Words with Bobby Nash, Author of "Ghost Gal: The Wild Hunt"

Tell us a little about yourself

My name is Bobby Nash. I’m a writer who lives in Bethlehem, Georgia. I write novels, comic books, short prose, graphic novels, and have recently dipped my toe into screenwriting. I sold my first story in 1992, but really didn’t become busy as a writer until 2005 when my first novel, Evil Ways was released. Since then I’ve kept fairly busy writing for a number of publishers. It’s been a wild ride and I’m loving it.

Tell us about your books

I’ve had somewhere around 100 stories published. I really should get a count on those one day because I get this question from time to time. I won’t bore you with a full list here, but you can find information on all of my work at

Some recently released titles I worked on include Snow Falls for Stark Raving Press, Lance Star: Sky RangerVol. 4 for Airship 27, Box Thirteen: Adventure Wanted! for Radio Archives, The New Adventures of Major Lacy and Amusement, Inc. for Pro Se Press’ Pulp Obscura, and Alexandra Holzer’s Ghost Gal: TheWild Hunt for Raven’s Head Press.

An upcoming fantasy project is a graphic novel adaptation of Edgar Rice Burroughs’ At The Earth’s Core for Sequential Pulp Comics and Dark Horse Comics. I wrote the adaptation with art by Jamie Chase.

What are your influences in the fantasy genre?

Influences come from everywhere. I enjoy the work of not only other writers, but artists, filmakers, and more. There are some truly creative people out there.

Please give us your views on the influence of fantasy in modern society?

I think we all like a little fantasy in our lives, that small “what if?” moment where our normal world might intersect with some fasntastic element. It’s those moments that I love to capture in my work. I ask what if? Then pull the thread and see what happens.

Do you think fantasy still has lessons to teach us about who we are and the human condition?

Oh, sure. Fantasy, much like science fiction, is a wonderful way of telling stories that shine a light back on the real world around us. Fantasy allows us to talk about real world issues by wrapping them in a fantasy setting. That’s a remarkable gift.

Tell us your views on authors using violence and/or sex in their writing? Is this part of the heroic tradition in your view?

Sex and violence have their uses in fiction. Not every story requires them, but some do. When I write a story using sex and violence it isn’t to glorify those things, but to show them as part of the character(s) in question. Heroic fiction has certainly tapped into both of these concepts over time. A heroic character is usually fighting against something. Sometimes that is a physical thing, sometimes it’s not.

What are your definitions of a ‘hero’?

A hero is the one who stands between the bad and those the bad seeks to hurt and refuses to move. It’s not always easy to be a hero, but true heroes stand their ground when they need to do so.

Do you use ‘anti-heroes’ in your books?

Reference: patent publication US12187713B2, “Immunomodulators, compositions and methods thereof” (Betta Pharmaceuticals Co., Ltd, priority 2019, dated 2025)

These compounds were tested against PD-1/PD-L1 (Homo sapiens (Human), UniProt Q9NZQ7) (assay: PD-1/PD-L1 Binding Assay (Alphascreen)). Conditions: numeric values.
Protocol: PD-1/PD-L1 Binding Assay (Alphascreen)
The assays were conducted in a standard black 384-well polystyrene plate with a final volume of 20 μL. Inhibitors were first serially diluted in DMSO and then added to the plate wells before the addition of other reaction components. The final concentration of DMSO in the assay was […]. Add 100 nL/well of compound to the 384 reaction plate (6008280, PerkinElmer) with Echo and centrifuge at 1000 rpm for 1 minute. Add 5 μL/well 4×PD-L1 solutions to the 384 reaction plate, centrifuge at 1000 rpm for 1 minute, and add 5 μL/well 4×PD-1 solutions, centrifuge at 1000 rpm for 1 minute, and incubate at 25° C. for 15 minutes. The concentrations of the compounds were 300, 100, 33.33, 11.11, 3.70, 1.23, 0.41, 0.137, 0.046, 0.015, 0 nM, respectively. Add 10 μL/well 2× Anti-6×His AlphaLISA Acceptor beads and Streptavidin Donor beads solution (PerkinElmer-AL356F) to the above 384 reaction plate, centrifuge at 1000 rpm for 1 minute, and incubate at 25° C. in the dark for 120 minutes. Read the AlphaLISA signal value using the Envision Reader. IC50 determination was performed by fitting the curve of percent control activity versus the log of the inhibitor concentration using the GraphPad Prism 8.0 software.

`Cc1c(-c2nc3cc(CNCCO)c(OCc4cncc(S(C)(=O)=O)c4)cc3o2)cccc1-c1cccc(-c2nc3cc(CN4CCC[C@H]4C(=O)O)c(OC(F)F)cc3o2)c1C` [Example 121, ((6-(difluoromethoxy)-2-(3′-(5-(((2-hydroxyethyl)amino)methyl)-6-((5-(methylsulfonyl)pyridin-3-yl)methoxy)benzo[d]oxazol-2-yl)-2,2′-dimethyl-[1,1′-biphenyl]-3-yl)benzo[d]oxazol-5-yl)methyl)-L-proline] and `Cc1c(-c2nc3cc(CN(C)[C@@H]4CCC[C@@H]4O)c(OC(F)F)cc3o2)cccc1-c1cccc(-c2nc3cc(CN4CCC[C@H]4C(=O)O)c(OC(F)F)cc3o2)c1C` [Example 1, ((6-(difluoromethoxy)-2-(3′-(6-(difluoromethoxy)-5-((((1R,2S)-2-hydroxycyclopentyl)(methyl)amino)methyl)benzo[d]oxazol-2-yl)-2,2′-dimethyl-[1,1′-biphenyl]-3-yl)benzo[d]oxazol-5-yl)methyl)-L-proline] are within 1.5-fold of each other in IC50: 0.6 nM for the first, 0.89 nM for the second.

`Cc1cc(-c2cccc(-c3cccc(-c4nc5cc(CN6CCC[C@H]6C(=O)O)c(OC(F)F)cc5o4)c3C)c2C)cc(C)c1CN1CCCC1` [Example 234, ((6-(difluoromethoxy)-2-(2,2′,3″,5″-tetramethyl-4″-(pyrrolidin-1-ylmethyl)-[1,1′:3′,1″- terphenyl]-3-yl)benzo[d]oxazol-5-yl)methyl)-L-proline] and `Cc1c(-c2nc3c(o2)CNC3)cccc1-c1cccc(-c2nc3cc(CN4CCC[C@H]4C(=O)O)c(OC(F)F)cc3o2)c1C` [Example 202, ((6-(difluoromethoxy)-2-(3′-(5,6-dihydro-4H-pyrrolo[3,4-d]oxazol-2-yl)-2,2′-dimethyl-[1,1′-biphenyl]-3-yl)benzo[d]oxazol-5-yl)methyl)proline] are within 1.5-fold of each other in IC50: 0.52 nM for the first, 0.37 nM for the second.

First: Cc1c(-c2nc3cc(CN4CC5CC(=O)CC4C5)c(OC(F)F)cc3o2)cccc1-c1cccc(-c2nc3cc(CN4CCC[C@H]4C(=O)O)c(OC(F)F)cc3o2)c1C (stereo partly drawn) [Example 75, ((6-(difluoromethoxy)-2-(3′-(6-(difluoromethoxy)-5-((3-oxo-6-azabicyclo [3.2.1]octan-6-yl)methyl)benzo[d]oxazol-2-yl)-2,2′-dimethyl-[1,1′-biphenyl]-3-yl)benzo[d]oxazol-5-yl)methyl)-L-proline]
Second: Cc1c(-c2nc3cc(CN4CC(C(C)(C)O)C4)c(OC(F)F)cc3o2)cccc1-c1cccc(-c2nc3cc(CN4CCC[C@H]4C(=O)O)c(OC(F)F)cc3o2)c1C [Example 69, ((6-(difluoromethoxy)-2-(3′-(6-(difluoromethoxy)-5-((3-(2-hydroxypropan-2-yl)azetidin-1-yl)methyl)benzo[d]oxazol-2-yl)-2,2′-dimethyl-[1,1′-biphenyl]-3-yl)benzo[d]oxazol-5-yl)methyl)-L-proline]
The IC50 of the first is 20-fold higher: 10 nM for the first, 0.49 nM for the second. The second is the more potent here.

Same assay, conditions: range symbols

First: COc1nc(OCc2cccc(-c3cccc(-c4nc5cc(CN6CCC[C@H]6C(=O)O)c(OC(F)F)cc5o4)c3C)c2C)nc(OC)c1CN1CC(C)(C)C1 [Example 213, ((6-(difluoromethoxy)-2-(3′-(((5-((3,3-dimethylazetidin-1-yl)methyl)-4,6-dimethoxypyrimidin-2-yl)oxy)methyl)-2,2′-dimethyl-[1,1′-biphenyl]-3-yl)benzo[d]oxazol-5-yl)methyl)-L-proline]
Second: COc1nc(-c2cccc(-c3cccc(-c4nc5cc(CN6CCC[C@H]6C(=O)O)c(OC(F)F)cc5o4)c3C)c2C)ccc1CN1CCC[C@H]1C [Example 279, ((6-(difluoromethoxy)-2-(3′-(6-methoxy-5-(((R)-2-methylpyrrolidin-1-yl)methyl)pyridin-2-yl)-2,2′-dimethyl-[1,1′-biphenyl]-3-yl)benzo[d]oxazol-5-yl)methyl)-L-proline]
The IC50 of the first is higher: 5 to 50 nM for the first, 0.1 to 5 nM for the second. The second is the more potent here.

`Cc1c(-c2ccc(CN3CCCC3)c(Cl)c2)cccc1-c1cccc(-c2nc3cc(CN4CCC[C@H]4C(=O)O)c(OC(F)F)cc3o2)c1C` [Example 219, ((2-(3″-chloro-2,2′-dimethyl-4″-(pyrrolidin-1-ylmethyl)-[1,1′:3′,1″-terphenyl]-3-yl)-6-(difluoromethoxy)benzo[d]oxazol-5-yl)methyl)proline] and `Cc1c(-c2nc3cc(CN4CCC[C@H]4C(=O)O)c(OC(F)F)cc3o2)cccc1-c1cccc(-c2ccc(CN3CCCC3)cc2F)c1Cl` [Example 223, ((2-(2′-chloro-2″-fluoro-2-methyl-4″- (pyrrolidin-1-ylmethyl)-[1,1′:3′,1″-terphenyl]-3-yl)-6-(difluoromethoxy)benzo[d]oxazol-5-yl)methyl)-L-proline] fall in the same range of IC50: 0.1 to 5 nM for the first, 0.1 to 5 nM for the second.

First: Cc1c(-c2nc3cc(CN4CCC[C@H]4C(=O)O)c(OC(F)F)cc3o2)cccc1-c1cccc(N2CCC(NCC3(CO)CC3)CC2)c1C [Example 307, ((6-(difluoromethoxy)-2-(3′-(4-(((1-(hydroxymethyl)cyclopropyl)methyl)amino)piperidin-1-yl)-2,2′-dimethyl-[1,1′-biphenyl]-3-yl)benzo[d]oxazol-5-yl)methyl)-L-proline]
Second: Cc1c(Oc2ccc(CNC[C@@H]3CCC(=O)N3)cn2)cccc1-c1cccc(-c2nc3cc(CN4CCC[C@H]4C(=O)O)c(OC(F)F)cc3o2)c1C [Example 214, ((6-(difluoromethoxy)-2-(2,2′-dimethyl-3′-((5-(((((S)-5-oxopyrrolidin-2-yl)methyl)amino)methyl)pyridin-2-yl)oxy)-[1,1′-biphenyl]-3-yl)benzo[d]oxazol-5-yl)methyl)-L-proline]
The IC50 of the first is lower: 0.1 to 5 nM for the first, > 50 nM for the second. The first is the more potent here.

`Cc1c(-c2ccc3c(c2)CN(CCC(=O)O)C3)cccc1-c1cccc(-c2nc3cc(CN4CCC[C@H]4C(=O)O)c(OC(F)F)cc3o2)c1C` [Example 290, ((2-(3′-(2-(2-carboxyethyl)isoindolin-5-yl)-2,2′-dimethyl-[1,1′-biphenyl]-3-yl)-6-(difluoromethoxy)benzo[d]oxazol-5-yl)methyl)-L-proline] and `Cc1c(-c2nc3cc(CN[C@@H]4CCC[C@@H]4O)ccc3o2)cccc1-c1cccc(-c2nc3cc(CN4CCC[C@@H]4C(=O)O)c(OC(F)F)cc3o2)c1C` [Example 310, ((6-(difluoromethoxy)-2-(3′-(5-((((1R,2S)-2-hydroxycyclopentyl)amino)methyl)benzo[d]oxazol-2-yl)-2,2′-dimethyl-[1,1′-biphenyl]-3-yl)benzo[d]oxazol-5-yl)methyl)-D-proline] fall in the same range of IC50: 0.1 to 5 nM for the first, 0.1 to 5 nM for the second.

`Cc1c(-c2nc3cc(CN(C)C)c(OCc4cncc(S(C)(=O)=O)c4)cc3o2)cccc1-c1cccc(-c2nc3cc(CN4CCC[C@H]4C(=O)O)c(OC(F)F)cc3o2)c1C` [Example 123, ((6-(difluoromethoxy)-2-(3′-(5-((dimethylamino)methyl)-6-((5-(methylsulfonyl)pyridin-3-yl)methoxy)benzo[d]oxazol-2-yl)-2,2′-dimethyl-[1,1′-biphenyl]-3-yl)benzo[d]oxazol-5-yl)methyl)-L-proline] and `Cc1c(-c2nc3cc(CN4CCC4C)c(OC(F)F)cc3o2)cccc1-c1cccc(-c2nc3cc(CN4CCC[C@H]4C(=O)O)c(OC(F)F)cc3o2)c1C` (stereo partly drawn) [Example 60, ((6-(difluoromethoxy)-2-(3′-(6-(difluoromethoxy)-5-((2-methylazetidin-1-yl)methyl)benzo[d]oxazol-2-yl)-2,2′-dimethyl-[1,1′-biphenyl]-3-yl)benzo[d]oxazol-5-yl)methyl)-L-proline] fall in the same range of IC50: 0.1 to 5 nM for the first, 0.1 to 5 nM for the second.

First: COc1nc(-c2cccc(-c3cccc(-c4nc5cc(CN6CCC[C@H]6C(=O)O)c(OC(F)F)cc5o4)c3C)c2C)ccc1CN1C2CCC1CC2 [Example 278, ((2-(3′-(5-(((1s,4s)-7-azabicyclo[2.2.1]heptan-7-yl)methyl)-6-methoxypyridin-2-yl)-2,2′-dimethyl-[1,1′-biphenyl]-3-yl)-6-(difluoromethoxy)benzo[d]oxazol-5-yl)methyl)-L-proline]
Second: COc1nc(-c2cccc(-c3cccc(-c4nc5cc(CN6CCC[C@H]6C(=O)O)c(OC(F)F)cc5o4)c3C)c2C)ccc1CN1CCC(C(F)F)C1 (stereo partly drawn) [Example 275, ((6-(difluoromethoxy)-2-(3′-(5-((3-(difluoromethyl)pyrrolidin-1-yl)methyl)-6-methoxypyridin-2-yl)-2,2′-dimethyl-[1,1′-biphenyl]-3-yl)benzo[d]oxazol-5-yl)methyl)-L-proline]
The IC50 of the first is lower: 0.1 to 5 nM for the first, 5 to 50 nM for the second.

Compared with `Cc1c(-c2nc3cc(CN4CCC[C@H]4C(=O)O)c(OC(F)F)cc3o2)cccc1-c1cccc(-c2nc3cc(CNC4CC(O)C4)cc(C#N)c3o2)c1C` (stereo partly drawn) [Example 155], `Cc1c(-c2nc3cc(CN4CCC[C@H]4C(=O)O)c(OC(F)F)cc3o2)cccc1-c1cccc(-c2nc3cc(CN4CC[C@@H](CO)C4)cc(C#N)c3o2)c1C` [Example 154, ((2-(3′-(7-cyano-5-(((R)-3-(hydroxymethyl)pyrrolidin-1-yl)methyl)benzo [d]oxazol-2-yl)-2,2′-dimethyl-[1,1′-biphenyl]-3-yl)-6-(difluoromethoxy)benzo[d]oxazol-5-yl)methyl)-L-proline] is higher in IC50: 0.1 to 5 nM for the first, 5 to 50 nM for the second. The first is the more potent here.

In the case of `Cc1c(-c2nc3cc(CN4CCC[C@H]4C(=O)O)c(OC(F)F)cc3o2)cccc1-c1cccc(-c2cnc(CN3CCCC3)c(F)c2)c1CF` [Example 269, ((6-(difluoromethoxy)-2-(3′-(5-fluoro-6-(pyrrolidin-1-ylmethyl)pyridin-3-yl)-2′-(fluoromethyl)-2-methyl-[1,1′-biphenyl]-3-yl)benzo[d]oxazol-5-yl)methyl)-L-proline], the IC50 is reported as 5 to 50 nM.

I write a lot of pulp characters, many of whom, by their very definition, fall under the heading of anti-hero. Characters like The Spider, for instance, fall into the shoot ‘em all and sort it out later category. From one side, he’s the hero. From another, he’s an anti-hero. I love playing with those shades of gray.

Who is your favorite fantasy/mythic hero?

Good question. I had to think on this one for awhile, but I think I’ll go with Hercules.

Why do you think fantasy continues to be so popular?

I think people like to escape into fantastic stories and fantasy is a great place to do just that.

Tell us about one (or more) of your fantasy characters - what makes him or her different/important/heroic?

I love Lance Star: Sky Ranger. Although he’s just a normal guy, we’ve put him in many fantasy situations and he somehow manages to thrive in them. He’s not the type of guy you would expect to be a fantasy hero, but he’ll surprise you. That’s part of his charm.

What fantasy creatures/races do you use in your worlds? Why did you choose these?

The pulp world is full of vicious critters, monsters from hidden lands, and all manner of beasts human and otherwise. Now, with the new Ghost Gal novel series I’m writing, I’ve added supernatural and paranormal entities to the list. There’s no shortage of great creatures to pull from.

How much research do you do for your books? What sources do you prefer?

The amount of research varies from project to project. Most of the pulp projects I work on tend to be period pieces so I do a lot of research on those specific time periods to try and get those details as accurate as possible. It’s fun to look back and see how much things have changed since the 1930’s. The internet and the library are great places to start. For more modern day research, I have spent time with police, FBI, and others as research.

Apart from fantasy what do you like to read?

I love reading a good crime thriller.

What was the last book you read and what did you think of it?

The last book I read was Raylan by Elmore Leonard. It was really good. I’m currently reading the first book in Van Allen Plexico’s The Shattering Saga, Legion I: Lords of Fire. It’s really good.

Can you remember the first fantasy book you ever read?

I really can’t. I read a lot when I was a kid. I want to say it might have been a Conan novel from my school library, but that’s a guess.

Do you watch fantasy films/play fantasy based PC games? Do you think these reflect the fantasy genre adequately?

I’m not a gamer, but I love a good fantasy movie. I think movies and TV are perfect for telling fantasy adventures.

Tell us about how you promote your work. Which strategies do you find useful? Which do you think are least effective?

I spend a lot of time on promotion. In addition to social media and the internet, I have a monthly email newsletter (shoot an email to and I’ll add you to the list if you’re interested), I sent our press releases, do interviews like this one, set up at conventions and writers conferences, do book signings, workshops, and author events, things like that. It’s all about getting the books in front of potential readers so I try to do that whenever I can. It’s a balancing act though. You have to be careful not to become annoying with your promotion.